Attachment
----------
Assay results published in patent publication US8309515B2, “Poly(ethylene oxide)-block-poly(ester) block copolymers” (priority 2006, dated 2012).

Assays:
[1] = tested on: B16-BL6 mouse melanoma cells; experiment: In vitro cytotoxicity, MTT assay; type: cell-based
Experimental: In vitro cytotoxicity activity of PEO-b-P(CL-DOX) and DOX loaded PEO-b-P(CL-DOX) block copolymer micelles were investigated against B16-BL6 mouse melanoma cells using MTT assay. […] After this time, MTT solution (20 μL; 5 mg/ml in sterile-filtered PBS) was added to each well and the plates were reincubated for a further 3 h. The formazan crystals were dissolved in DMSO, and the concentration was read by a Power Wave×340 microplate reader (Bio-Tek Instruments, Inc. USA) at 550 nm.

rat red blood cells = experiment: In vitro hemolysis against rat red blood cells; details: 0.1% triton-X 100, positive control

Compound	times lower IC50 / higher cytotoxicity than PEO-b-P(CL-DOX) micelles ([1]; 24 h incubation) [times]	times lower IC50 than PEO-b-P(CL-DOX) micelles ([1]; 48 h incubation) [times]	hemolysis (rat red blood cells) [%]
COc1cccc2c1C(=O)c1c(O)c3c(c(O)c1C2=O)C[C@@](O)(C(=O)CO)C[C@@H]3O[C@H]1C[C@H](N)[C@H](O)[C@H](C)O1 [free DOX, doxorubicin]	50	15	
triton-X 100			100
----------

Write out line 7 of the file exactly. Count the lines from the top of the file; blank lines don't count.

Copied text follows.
COc1cccc2c1C(=O)c1c(O)c3c(c(O)c1C2=O)C[C@@](O)(C(=O)CO)C[C@@H]3O[C@H]1C[C@H](N)[C@H](O)[C@H](C)O1 [free DOX, doxorubicin]	50	15	